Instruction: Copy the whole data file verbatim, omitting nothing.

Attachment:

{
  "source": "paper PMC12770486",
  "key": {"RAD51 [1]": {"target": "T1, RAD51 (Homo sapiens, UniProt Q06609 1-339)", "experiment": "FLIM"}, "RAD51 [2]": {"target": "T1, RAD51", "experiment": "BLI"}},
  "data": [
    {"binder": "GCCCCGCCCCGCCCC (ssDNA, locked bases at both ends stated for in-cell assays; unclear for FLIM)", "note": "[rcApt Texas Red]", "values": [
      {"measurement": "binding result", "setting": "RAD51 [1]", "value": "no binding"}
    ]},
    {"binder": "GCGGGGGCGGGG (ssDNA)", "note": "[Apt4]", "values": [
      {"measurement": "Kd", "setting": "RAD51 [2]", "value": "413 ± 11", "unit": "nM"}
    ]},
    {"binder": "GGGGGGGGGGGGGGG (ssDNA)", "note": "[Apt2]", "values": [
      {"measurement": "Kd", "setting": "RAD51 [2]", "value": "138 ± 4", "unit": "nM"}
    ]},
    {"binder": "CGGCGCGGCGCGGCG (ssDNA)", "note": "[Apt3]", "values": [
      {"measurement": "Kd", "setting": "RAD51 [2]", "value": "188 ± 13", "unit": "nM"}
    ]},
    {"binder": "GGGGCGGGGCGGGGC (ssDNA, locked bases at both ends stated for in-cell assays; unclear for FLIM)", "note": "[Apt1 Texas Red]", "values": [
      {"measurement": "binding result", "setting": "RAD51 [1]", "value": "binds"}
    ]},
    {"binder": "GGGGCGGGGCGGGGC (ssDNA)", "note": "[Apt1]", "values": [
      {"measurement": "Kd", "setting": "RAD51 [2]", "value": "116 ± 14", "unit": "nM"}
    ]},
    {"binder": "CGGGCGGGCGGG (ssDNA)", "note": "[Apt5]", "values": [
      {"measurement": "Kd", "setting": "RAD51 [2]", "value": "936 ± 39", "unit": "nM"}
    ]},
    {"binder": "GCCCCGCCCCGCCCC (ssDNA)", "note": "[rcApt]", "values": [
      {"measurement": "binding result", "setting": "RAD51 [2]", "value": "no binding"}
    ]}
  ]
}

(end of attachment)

{
  "source": "paper PMC12770486",
  "key": {"RAD51 [1]": {"target": "T1, RAD51 (Homo sapiens, UniProt Q06609 1-339)", "experiment": "FLIM"}, "RAD51 [2]": {"target": "T1, RAD51", "experiment": "BLI"}},
  "data": [
    {"binder": "GCCCCGCCCCGCCCC (ssDNA, locked bases at both ends stated for in-cell assays; unclear for FLIM)", "note": "[rcApt Texas Red]", "values": [
      {"measurement": "binding result", "setting": "RAD51 [1]", "value": "no binding"}
    ]},
    {"binder": "GCGGGGGCGGGG (ssDNA)", "note": "[Apt4]", "values": [
      {"measurement": "Kd", "setting": "RAD51 [2]", "value": "413 ± 11", "unit": "nM"}
    ]},
    {"binder": "GGGGGGGGGGGGGGG (ssDNA)", "note": "[Apt2]", "values": [
      {"measurement": "Kd", "setting": "RAD51 [2]", "value": "138 ± 4", "unit": "nM"}
    ]},
    {"binder": "CGGCGCGGCGCGGCG (ssDNA)", "note": "[Apt3]", "values": [
      {"measurement": "Kd", "setting": "RAD51 [2]", "value": "188 ± 13", "unit": "nM"}
    ]},
    {"binder": "GGGGCGGGGCGGGGC (ssDNA, locked bases at both ends stated for in-cell assays; unclear for FLIM)", "note": "[Apt1 Texas Red]", "values": [
      {"measurement": "binding result", "setting": "RAD51 [1]", "value": "binds"}
    ]},
    {"binder": "GGGGCGGGGCGGGGC (ssDNA)", "note": "[Apt1]", "values": [
      {"measurement": "Kd", "setting": "RAD51 [2]", "value": "116 ± 14", "unit": "nM"}
    ]},
    {"binder": "CGGGCGGGCGGG (ssDNA)", "note": "[Apt5]", "values": [
      {"measurement": "Kd", "setting": "RAD51 [2]", "value": "936 ± 39", "unit": "nM"}
    ]},
    {"binder": "GCCCCGCCCCGCCCC (ssDNA)", "note": "[rcApt]", "values": [
      {"measurement": "binding result", "setting": "RAD51 [2]", "value": "no binding"}
    ]}
  ]
}